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How are Members of the European Parliament (MEPs) elected?

 

 

Every 5 years each of the 28 EU countries gets to elect MEPs to represent that country in the European Parliament.

Some countries such as the UK or France get to elect more than one depending on how big their population is, the UK elects a total of 73 MEPs compared to Malta’s 6 MEPs.

However this can change, the total number of MEPs as of 2017 is 751. An example of the change is in 2007 the UK could elect 78 MEPs and there was a total of 785 MEPs.

Most elections take place on a national level however for some of the larger countries such as the UK and France they are split into different constituencies. The UK has 12 constituencies and France has 8 constituencies. We live in the North East region and have 3 MEPs. There is no standard voting system to elect MEPs however it must be a form of Proportional Representation under either the party list or single transferable vote system. The UK uses the D’Hondt method to elect its MEPs.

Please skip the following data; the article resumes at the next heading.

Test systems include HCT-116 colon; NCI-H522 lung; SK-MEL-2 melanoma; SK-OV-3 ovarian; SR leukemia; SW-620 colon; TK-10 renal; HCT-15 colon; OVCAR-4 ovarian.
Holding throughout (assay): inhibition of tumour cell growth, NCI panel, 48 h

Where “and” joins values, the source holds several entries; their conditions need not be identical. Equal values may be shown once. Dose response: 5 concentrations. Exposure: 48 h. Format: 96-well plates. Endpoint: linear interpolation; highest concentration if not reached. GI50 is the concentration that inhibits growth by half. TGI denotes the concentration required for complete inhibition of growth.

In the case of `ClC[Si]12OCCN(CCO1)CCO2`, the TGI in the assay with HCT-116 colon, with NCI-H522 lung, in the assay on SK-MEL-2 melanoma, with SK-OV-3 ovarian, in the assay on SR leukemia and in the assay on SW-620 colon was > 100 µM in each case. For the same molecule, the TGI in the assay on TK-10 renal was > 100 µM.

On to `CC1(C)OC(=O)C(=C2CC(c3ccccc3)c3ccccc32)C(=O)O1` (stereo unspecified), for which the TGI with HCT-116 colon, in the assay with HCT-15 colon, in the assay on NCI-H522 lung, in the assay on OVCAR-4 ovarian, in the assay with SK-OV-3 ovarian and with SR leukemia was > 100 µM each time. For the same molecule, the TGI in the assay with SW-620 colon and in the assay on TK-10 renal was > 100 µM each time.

As of 2014 the North East’s Labour MEPs are:

Jude Kirton-Darling

Paul Brannen

They have also a North East Labour EU website where you can find out more about what they do in the North East.

 

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